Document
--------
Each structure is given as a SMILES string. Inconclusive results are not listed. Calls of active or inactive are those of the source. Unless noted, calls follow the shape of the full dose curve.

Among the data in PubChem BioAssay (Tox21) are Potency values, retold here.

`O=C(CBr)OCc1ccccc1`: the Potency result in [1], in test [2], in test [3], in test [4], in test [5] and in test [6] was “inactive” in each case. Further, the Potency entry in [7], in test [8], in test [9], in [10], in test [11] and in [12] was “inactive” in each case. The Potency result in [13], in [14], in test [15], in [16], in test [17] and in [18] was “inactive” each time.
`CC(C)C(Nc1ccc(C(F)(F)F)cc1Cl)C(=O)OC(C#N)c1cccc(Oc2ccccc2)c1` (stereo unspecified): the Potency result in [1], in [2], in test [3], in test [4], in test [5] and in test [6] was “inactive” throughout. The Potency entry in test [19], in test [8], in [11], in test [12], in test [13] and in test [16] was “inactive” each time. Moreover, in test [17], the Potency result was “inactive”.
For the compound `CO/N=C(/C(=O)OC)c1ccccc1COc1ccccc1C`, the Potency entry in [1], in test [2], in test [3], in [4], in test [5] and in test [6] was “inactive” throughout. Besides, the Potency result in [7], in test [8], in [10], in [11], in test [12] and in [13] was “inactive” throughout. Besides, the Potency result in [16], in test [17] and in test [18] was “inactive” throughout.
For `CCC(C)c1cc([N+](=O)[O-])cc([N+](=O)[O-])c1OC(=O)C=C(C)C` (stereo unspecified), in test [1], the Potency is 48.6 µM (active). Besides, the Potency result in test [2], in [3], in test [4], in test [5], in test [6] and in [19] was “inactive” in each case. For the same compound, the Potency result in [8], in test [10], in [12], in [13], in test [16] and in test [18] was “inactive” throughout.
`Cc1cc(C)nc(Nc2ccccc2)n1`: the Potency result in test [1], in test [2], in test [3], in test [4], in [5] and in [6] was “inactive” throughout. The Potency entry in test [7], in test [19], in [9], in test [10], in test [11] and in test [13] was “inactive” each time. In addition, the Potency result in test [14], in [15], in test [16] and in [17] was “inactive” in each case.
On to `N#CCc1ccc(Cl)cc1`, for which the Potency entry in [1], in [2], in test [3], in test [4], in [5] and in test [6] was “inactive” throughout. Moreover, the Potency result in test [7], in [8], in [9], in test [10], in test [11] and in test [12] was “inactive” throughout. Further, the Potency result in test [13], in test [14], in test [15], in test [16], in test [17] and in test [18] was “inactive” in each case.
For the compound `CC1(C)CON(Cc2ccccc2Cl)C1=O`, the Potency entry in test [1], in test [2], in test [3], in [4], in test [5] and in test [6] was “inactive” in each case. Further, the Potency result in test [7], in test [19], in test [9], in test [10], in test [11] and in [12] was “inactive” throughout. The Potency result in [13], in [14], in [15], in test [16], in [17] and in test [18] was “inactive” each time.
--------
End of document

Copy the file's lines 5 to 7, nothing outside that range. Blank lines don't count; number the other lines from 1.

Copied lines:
For the compound `CO/N=C(/C(=O)OC)c1ccccc1COc1ccccc1C`, the Potency entry in [1], in test [2], in test [3], in [4], in test [5] and in test [6] was “inactive” throughout. Besides, the Potency result in [7], in test [8], in [10], in [11], in test [12] and in [13] was “inactive” throughout. Besides, the Potency result in [16], in test [17] and in test [18] was “inactive” throughout.
For `CCC(C)c1cc([N+](=O)[O-])cc([N+](=O)[O-])c1OC(=O)C=C(C)C` (stereo unspecified), in test [1], the Potency is 48.6 µM (active). Besides, the Potency result in test [2], in [3], in test [4], in test [5], in test [6] and in [19] was “inactive” in each case. For the same compound, the Potency result in [8], in test [10], in [12], in [13], in test [16] and in test [18] was “inactive” throughout.
`Cc1cc(C)nc(Nc2ccccc2)n1`: the Potency result in test [1], in test [2], in test [3], in test [4], in [5] and in [6] was “inactive” throughout. The Potency entry in test [7], in test [19], in [9], in test [10], in test [11] and in test [13] was “inactive” each time. In addition, the Potency result in test [14], in [15], in test [16] and in [17] was “inactive” in each case.